Deceit, cheating, all these things go against the way you’re fundamentally supposed to be. All these qualities arise from lacking the basic impulse/attitude believer is supposed to have toward others. Impulse/attitude supposed to have is nasiha: seeking good in relation to others.

Introductory remarks about the vices:

Envy (hasad). Definition:  Wishing for the blessings that another possesses to leave them. For another to lose a blessing they have. Either explicitly wishing it, or implicitly by being upset by their success, or wishing you had the blessing instead.

Pride: look down on others and reject truth. Prophet (peace and blessings be upon him) said whoever has even a mustard seed of pride will not enter Paradise. Someone who dresses well or enjoys luxuries of life, has more than others. Companions asked Prophet (peace and blessings be upon him) about this, and he (peace and blessings be upon him) said: Allah loves to see the traces of His blessings on his servants.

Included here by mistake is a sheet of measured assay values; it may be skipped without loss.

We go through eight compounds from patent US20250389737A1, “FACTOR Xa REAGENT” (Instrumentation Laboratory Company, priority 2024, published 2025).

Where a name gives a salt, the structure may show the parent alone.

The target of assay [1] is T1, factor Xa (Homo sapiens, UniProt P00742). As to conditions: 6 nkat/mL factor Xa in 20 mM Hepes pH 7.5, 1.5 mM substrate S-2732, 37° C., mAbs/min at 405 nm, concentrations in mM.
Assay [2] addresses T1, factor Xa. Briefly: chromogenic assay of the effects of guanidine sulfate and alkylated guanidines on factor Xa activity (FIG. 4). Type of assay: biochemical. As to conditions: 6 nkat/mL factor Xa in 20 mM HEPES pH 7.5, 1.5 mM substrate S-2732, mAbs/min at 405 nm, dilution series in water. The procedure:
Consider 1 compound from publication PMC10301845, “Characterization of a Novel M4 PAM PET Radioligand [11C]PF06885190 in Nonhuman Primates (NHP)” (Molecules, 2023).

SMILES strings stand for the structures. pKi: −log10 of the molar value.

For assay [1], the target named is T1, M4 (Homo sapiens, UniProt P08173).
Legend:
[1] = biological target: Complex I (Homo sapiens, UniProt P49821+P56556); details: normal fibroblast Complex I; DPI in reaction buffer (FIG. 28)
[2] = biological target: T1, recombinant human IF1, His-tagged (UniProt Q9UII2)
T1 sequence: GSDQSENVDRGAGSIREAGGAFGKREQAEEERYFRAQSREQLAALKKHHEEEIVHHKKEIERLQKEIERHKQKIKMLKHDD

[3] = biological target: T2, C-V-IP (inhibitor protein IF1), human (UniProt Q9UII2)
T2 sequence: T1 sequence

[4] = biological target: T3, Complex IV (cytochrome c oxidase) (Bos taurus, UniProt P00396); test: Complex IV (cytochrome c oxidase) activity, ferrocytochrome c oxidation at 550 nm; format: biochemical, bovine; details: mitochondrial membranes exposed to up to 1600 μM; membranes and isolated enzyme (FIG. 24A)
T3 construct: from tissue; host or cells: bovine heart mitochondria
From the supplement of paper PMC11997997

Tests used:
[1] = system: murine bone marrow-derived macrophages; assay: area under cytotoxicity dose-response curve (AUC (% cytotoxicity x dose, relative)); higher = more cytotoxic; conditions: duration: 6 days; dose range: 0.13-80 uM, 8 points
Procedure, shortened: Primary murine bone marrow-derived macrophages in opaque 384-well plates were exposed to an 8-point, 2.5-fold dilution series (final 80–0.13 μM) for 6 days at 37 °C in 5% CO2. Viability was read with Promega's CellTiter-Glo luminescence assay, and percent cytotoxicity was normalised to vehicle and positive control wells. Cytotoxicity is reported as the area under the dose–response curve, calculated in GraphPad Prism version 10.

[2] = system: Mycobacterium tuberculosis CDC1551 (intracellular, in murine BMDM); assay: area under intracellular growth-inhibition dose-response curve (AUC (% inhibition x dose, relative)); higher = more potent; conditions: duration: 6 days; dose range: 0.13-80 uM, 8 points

Rather pride is looking down on others.

Conceit (‘ujb): Seeing oneself and being content with states as if from yourself. One definition: To remember good deeds and forget your faults. To see success and do not see that it’s from Allah, and neglect to take yourself to account. Another definition:  To see good deeds as a lot and to claim ability  (goes back to tawhid principle of laa hawla wa laa quwwatta illa billah, no ability or power except through Allah) Conceit is for the heart to be veiled from seeing Lord.

Why poets caution from saying I: I is a barrier between you and Allah. If want to check good calligraphy is to check alif. If not straight, doesn’t matter how pretty it appears to you, not good calligraphy.

These four vices are mentioned because these are the greatest of harms.

Prophet (peace and blessings be upon him) was asked, who are the best of people? Response: One with guarded heart. Guarded heart is a pious, pure heart, that does not have deceit or rebellious (toward Allah) nor rancor or envy toward people.

How to attain such a heart?

Ibn Ata’: that the soundness of one’s breast is attained by standing firm on the realization of certitude (the realities of the Qur’an). So through the realization of certitude the heart attains this quality of soundness.

Further details on envy: